I’m a content publisher, whether I like it or not. This blog is relatively well followed, and I write quite a lot in it. While my hosting provider does not give me grief for my bandwidth usage, optimizing it is something I’m always keen on, especially since I have been Slashdotted once before. This is one of the reasons why my ModSecurity Ruleset validates and filters crawlers as much as spammers.
Blogs’ feeds, be them RSS or Atom (this blog only supports the latter) are a very neat way to optimize bandwidth: they get you the content of the articles without styles, scripts or images. But they can also be quite big. The average feed for my blog’s articles is 100KiB which is a fairly big page, if you consider that feed readers are supposed to keep pinging the blog to check for new items. Luckily for everybody, the authors of HTTP did consider this problem, and solved it with two main features: conditional requests and compressed responses.
Okay there’s a sense of déjà-vu in all of this, because I already complained about software not using the features even when it’s designed to monitor web pages constantly.
By using conditional requests, even if you poke my blog every fifteen minutes, you won’t use more than 10KiB an hour, if no new article has been posted. By using compressed responses, instead of a 100KiB response you’ll just have to download 33KiB. With Google Reader, things were even better: instead of 113 requests for the feed, a single request was made by the FeedFetcher, and that was it.
But now Google Reader is no more (almost). What happens now? Well, of the 113 subscribers, a few will most likely not re-subscribe to my blog at all. Others have migrated to NewsBlur (35 subscribers), the rest seem to have installed their own feed reader or aggregator, including tt-rss, owncloud, and so on. This was obvious looking at the statistics from either AWStats or Munin, both showing a higher volume of requests and delivered content compared to last month.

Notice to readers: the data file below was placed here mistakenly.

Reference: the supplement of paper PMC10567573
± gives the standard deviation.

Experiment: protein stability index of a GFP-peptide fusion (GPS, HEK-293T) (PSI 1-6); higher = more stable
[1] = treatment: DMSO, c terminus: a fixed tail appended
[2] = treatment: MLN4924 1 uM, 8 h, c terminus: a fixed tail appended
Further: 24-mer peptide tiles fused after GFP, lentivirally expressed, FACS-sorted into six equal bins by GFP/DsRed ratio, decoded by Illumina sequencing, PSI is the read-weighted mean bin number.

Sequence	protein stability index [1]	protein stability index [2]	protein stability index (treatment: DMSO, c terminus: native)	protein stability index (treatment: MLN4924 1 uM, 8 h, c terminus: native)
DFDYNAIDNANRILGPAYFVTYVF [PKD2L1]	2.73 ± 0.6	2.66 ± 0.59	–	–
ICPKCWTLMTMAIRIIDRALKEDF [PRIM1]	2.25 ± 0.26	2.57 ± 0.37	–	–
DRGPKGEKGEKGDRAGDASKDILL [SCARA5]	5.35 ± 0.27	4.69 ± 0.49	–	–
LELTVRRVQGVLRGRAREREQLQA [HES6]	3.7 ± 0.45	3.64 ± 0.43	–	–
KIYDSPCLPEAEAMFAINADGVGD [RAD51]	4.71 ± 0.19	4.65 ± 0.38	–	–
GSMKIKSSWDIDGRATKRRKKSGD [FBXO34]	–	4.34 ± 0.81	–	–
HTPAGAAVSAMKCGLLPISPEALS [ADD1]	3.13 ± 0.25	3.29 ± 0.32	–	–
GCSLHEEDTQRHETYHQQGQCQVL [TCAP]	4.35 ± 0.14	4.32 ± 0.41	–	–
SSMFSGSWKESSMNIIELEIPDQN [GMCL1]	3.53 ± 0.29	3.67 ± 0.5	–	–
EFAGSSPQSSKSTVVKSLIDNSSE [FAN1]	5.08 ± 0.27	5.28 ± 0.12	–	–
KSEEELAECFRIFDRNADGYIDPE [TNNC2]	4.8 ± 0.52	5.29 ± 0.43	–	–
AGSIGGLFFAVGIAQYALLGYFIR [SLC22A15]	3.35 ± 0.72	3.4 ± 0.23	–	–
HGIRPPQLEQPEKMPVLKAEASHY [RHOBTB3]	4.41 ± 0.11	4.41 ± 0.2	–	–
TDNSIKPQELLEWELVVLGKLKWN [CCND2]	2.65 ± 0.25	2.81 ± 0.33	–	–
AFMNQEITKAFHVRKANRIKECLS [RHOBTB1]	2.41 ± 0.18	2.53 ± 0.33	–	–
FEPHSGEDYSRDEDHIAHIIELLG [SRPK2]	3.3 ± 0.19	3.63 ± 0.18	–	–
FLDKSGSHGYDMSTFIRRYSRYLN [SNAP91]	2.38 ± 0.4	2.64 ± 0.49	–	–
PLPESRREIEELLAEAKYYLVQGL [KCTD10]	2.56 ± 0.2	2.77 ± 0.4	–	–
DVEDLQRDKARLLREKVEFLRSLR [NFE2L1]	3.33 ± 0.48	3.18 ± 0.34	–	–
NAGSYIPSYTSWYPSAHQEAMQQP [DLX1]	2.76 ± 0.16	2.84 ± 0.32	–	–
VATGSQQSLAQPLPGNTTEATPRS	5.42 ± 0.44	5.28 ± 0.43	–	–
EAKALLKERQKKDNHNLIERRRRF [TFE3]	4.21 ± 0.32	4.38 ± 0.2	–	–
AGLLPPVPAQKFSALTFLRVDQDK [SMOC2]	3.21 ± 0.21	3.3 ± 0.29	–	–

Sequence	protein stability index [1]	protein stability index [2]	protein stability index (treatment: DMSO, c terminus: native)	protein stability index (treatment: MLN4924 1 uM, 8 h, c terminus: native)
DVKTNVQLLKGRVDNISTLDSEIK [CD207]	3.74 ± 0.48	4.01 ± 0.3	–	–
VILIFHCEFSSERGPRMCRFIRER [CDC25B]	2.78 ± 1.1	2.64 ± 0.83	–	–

I’ve then decided to look into improving the bandwidth a bit more than before, among other things, by providing WebP alternative for images, but that does not really work as intended — I have enough material for a rant post or two so I won’t discuss it now. But while doing so I found out something else.
One of the changes I made while hoping to use WebP is to serve the image files from a different domain (
assets.flameeyes.eu) which meant that the access log for the blog, while still not perfect, is decidedly cleaner than before. From there I noticed that a new feed reader started requesting my blog’s feed every half an hour. Without compression. In full every time. That’s just shy of 5MiB of traffic per day, but that’s not the worst part. The worst part is that said 5MiB are for a single reader as the requests come from a commercial, proprietary feed reader webapp.
And this is not the only one! Gwene also does the same, even though I sent a pull request to get it to use compressed responses, which hasn’t had a single reply. Even Yandex’s new product has the same issue.
While 5MiB/day is not too much taken singularly, my blog’s traffic averages on 50-60 MiB/day so it’s basically a 10% traffic for less than 1% of users, just because they do not follow the best practices when writing web software. I’ve now added these crawlers to the list of stealth robots, this means that they will receive a “406 Unacceptable” unless they finally implement at least the compressed responses support (which is the easy part in all this).
This has an unfortunate implication on users of those services that were reading me, who won’t get any new updates. If I was a commercial entity, I couldn’t afford this at all. The big problem, to me, is that with Google Reader going away, I expect more and more of this kind of issues to crop up repeatedly. Even NewsBlur, which is now my feed reader of choice fixed their crawlers yet, which I commented upon before — the code is open-source but I don’t want to deal with Python just yet.
Seriously, why are there so many people who expect to be able to deal with web software and yet have no idea how the web works at all? And I wonder if somebody expected this kind of fallout from the simple shut down of a relatively minor service like Google Reader.